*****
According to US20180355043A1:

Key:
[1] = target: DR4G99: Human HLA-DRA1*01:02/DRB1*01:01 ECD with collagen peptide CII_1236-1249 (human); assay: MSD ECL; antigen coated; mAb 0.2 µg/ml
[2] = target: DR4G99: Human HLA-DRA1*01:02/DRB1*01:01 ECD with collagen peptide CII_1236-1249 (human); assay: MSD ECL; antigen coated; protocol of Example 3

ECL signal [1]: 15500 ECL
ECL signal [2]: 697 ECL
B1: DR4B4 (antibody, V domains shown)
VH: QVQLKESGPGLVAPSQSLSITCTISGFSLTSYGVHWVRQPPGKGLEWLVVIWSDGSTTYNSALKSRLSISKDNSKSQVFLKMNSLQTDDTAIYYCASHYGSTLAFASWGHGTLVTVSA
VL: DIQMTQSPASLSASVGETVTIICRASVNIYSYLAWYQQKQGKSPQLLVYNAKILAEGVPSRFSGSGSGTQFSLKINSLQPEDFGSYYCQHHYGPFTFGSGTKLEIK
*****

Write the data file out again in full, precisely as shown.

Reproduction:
According to US20180355043A1:

Key:
[1] = target: DR4G99: Human HLA-DRA1*01:02/DRB1*01:01 ECD with collagen peptide CII_1236-1249 (human); assay: MSD ECL; antigen coated; mAb 0.2 µg/ml
[2] = target: DR4G99: Human HLA-DRA1*01:02/DRB1*01:01 ECD with collagen peptide CII_1236-1249 (human); assay: MSD ECL; antigen coated; protocol of Example 3

ECL signal [1]: 15500 ECL
ECL signal [2]: 697 ECL
B1: DR4B4 (antibody, V domains shown)
VH: QVQLKESGPGLVAPSQSLSITCTISGFSLTSYGVHWVRQPPGKGLEWLVVIWSDGSTTYNSALKSRLSISKDNSKSQVFLKMNSLQTDDTAIYYCASHYGSTLAFASWGHGTLVTVSA
VL: DIQMTQSPASLSASVGETVTIICRASVNIYSYLAWYQQKQGKSPQLLVYNAKILAEGVPSRFSGSGSGTQFSLKINSLQPEDFGSYYCQHHYGPFTFGSGTKLEIK